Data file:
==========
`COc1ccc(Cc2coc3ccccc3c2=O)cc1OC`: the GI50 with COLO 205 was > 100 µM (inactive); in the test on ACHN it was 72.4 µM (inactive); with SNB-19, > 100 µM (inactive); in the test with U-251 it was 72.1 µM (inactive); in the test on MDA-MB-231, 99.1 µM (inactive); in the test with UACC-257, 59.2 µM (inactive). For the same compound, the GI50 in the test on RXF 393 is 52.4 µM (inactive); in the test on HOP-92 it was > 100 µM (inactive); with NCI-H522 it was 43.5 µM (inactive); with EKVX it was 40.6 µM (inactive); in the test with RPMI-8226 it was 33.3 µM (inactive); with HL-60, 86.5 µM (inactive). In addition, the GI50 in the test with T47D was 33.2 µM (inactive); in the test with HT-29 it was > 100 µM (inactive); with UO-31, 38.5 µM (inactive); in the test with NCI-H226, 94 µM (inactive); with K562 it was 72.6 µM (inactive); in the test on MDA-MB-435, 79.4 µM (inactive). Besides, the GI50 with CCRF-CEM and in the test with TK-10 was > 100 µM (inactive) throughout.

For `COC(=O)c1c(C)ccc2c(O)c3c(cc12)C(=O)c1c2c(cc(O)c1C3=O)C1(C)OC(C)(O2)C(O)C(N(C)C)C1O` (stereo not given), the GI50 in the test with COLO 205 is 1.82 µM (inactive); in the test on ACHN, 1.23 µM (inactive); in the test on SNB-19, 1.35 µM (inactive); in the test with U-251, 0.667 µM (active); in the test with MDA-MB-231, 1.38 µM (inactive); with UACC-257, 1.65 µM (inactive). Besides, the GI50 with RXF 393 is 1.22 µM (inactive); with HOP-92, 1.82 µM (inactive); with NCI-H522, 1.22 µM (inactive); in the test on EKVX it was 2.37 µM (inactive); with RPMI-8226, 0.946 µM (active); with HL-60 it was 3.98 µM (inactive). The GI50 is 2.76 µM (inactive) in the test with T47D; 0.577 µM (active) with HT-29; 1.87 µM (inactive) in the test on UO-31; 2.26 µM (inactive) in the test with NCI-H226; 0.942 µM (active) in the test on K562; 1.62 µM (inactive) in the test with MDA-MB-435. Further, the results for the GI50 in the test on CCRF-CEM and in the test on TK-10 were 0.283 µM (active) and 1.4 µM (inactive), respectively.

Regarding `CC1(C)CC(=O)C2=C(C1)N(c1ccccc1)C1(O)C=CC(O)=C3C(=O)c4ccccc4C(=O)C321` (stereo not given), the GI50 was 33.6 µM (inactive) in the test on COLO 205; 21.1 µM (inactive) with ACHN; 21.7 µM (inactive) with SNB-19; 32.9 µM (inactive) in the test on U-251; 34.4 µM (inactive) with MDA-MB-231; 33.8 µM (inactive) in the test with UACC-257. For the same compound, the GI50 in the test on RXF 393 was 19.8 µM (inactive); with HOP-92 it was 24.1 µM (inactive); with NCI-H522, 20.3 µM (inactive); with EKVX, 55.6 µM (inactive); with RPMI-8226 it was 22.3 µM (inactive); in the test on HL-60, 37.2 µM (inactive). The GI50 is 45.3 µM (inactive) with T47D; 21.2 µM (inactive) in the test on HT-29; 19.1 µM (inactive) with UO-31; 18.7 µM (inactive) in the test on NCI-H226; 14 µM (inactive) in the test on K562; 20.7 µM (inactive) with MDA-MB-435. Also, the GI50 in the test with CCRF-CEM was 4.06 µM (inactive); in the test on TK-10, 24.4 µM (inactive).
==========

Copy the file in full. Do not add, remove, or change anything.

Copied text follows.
`COc1ccc(Cc2coc3ccccc3c2=O)cc1OC`: the GI50 with COLO 205 was > 100 µM (inactive); in the test on ACHN it was 72.4 µM (inactive); with SNB-19, > 100 µM (inactive); in the test with U-251 it was 72.1 µM (inactive); in the test on MDA-MB-231, 99.1 µM (inactive); in the test with UACC-257, 59.2 µM (inactive). For the same compound, the GI50 in the test on RXF 393 is 52.4 µM (inactive); in the test on HOP-92 it was > 100 µM (inactive); with NCI-H522 it was 43.5 µM (inactive); with EKVX it was 40.6 µM (inactive); in the test with RPMI-8226 it was 33.3 µM (inactive); with HL-60, 86.5 µM (inactive). In addition, the GI50 in the test with T47D was 33.2 µM (inactive); in the test with HT-29 it was > 100 µM (inactive); with UO-31, 38.5 µM (inactive); in the test with NCI-H226, 94 µM (inactive); with K562 it was 72.6 µM (inactive); in the test on MDA-MB-435, 79.4 µM (inactive). Besides, the GI50 with CCRF-CEM and in the test with TK-10 was > 100 µM (inactive) throughout.

For `COC(=O)c1c(C)ccc2c(O)c3c(cc12)C(=O)c1c2c(cc(O)c1C3=O)C1(C)OC(C)(O2)C(O)C(N(C)C)C1O` (stereo not given), the GI50 in the test with COLO 205 is 1.82 µM (inactive); in the test on ACHN, 1.23 µM (inactive); in the test on SNB-19, 1.35 µM (inactive); in the test with U-251, 0.667 µM (active); in the test with MDA-MB-231, 1.38 µM (inactive); with UACC-257, 1.65 µM (inactive). Besides, the GI50 with RXF 393 is 1.22 µM (inactive); with HOP-92, 1.82 µM (inactive); with NCI-H522, 1.22 µM (inactive); in the test on EKVX it was 2.37 µM (inactive); with RPMI-8226, 0.946 µM (active); with HL-60 it was 3.98 µM (inactive). The GI50 is 2.76 µM (inactive) in the test with T47D; 0.577 µM (active) with HT-29; 1.87 µM (inactive) in the test on UO-31; 2.26 µM (inactive) in the test with NCI-H226; 0.942 µM (active) in the test on K562; 1.62 µM (inactive) in the test with MDA-MB-435. Further, the results for the GI50 in the test on CCRF-CEM and in the test on TK-10 were 0.283 µM (active) and 1.4 µM (inactive), respectively.

Regarding `CC1(C)CC(=O)C2=C(C1)N(c1ccccc1)C1(O)C=CC(O)=C3C(=O)c4ccccc4C(=O)C321` (stereo not given), the GI50 was 33.6 µM (inactive) in the test on COLO 205; 21.1 µM (inactive) with ACHN; 21.7 µM (inactive) with SNB-19; 32.9 µM (inactive) in the test on U-251; 34.4 µM (inactive) with MDA-MB-231; 33.8 µM (inactive) in the test with UACC-257. For the same compound, the GI50 in the test on RXF 393 was 19.8 µM (inactive); with HOP-92 it was 24.1 µM (inactive); with NCI-H522, 20.3 µM (inactive); with EKVX, 55.6 µM (inactive); with RPMI-8226 it was 22.3 µM (inactive); in the test on HL-60, 37.2 µM (inactive). The GI50 is 45.3 µM (inactive) with T47D; 21.2 µM (inactive) in the test on HT-29; 19.1 µM (inactive) with UO-31; 18.7 µM (inactive) in the test on NCI-H226; 14 µM (inactive) in the test on K562; 20.7 µM (inactive) with MDA-MB-435. Also, the GI50 in the test with CCRF-CEM was 4.06 µM (inactive); in the test on TK-10, 24.4 µM (inactive).